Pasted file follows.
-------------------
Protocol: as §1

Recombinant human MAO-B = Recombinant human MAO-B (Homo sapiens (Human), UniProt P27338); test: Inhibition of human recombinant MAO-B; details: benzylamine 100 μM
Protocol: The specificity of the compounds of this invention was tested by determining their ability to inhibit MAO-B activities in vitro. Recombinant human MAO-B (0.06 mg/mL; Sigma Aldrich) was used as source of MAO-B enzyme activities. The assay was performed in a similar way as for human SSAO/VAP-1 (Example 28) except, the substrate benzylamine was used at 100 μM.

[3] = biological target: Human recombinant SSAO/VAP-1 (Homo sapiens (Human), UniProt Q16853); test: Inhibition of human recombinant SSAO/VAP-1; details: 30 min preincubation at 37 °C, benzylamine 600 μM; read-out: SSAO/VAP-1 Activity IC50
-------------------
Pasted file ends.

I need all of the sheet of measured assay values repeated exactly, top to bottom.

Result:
Protocol: as §1

Recombinant human MAO-B = Recombinant human MAO-B (Homo sapiens (Human), UniProt P27338); test: Inhibition of human recombinant MAO-B; details: benzylamine 100 μM
Protocol: The specificity of the compounds of this invention was tested by determining their ability to inhibit MAO-B activities in vitro. Recombinant human MAO-B (0.06 mg/mL; Sigma Aldrich) was used as source of MAO-B enzyme activities. The assay was performed in a similar way as for human SSAO/VAP-1 (Example 28) except, the substrate benzylamine was used at 100 μM.

[3] = biological target: Human recombinant SSAO/VAP-1 (Homo sapiens (Human), UniProt Q16853); test: Inhibition of human recombinant SSAO/VAP-1; details: 30 min preincubation at 37 °C, benzylamine 600 μM; read-out: SSAO/VAP-1 Activity IC50